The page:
How West Michigan can help Governor Whitmer address literacy crisis
January 07, 2019Alex Andrews
When Gretchen Whitmer took the oath of office January 1 as Michigan’s 49th governor, her inaugural address included a commitment to ensuring “everyone in the state has the education and skills needed to compete for good-paying jobs.”
She also zeroed in on one of foundational ways to address that goal: “Let’s show the rest of the country how to solve America’s literacy crisis.”
The new governor has her work cut out for her: Michigan is one of only five states showing declines in early literacy since 2003. And yet, it is indisputable that early literacy is critical to the education and skill of our future workforce – and collaborative efforts in West Michigan have discovered some promising approaches that could help.
In 2017, Talent 2025 identified Early Literacy one of its two priorities – along with Workforce Diversity and Inclusion – to make West Michigan a top 20 employment region.
Two of our Working Groups – Early Childhood Development and K-12 Education – collaborated on a “Roadmap to Regional Literacy,” a landmark proposal to increase and improve early literacy in the region, starting with a recognition of where the need is greatest.
It’s a complicated problem
The report identified multiple factors that contribute to illiteracy:
·A need for high-quality early literacy instruction in preschool programs
·Inadequate early literacy training for teachers and principals
·Households with low-literacy levels
It’s worth noting that the role of poverty was recently reinforced by MSTEP reading assessments of third-grade reading scores for 2017-18. The results showed a troubling correlation in West Michigan districts: The poorer the district, the worse the reading scores.
Why is early literacy so important? When children are not proficient readers by third grade, their chances of becoming proficient later are minimal. And we know that kids who can read by third grade are more likely to be college- and career-ready by the time they graduate high school.
This is an opportunity we owe all our children, and Governor Whitmer agrees. In her issues statement on education, Whitmer has expressed support for making sure that “every child, regardless of zip code, has exposure to a full curriculum of classes and opportunities to discover the right path to their future.”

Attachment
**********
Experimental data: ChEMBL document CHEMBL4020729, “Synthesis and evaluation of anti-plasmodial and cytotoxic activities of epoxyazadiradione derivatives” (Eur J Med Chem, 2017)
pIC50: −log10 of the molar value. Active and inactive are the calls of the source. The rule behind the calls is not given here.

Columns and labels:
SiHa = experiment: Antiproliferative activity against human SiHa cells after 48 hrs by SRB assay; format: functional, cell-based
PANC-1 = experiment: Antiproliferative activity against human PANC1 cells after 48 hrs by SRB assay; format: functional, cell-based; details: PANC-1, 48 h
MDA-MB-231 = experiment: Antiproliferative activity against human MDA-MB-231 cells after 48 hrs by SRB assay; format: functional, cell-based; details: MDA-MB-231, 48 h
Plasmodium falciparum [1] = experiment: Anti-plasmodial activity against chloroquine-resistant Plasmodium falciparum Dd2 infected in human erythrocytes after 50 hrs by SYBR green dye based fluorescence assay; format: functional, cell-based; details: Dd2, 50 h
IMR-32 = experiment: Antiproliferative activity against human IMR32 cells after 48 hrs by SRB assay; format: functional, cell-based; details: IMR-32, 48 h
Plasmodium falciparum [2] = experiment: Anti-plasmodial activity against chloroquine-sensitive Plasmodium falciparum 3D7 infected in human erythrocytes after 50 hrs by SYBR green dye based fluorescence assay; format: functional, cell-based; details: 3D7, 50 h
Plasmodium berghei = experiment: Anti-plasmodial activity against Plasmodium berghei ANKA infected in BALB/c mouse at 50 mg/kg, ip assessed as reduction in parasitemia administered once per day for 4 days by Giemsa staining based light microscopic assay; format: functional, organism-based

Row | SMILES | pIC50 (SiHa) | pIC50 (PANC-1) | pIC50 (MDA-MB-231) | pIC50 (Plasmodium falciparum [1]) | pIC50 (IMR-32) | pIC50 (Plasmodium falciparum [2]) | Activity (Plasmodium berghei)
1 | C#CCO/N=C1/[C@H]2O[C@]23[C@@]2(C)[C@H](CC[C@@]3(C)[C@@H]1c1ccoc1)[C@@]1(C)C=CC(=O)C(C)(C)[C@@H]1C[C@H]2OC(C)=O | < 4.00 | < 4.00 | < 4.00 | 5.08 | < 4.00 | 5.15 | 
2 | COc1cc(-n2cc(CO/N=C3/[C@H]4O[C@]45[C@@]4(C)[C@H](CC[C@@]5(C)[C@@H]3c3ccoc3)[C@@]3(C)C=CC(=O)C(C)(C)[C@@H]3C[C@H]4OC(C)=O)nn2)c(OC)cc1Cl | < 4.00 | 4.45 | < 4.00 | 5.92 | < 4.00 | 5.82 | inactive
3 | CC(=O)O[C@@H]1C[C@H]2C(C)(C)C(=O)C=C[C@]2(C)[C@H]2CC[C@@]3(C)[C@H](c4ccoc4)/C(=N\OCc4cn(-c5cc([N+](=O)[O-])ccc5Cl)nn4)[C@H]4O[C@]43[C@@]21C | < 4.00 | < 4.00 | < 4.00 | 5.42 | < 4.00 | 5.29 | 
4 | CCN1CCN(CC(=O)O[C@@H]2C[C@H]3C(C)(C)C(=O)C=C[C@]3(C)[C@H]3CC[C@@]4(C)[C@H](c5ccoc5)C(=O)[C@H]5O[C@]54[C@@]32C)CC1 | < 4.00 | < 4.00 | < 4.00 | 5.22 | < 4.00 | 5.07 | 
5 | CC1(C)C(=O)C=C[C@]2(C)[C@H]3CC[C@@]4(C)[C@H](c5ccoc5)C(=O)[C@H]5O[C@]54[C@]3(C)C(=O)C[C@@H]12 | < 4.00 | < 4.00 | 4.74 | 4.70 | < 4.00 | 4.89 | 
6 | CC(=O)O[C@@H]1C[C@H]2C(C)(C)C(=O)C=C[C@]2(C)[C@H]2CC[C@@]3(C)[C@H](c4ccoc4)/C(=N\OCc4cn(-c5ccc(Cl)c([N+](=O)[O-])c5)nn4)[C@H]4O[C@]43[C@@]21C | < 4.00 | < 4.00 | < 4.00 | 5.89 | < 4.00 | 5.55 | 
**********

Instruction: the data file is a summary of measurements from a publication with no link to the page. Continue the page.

Building a foundation for tomorrow’s workforce
So how do we reach out to all children early, give them a chance, and improve the overall literacy of our region? The Talent 2025 report set specific goals and targeted approaches.
The goals included:
·Ensuring every child in the 13-county Talent 2025 region enters kindergarten ready for school.
·Increase third grade reading and writing proficiency in our region to at least 80% by 2025.
·Have 95% of West Michigan adults aged 25 and older secure a high school diploma or GED.
The good news is that many of the strategies laid out in the report already are showing results.
Talent 2025 continues to work with Ready for School as an education partner to scale Reach Out and Read, a remarkably successful program that incorporates books into pediatric care, encouraging families to read aloud together. And the High-Impact Leadership initiative is now midway through year one working with 75 West Michigan elementary schools in the Reading Now Network to improve building level leadership – a key factor in early literacy success. Successful models for Adult Basic Education have been identified for potential scaling, such as Integrated Education and Training, which combines adult education funding with workforce development funding.
These efforts and others in West Michigan offer promise that the literacy crisis targeted by Governor Whitmer can be solved. This is an opportunity, as stated in her inaugural address, to show the way to the rest of the country.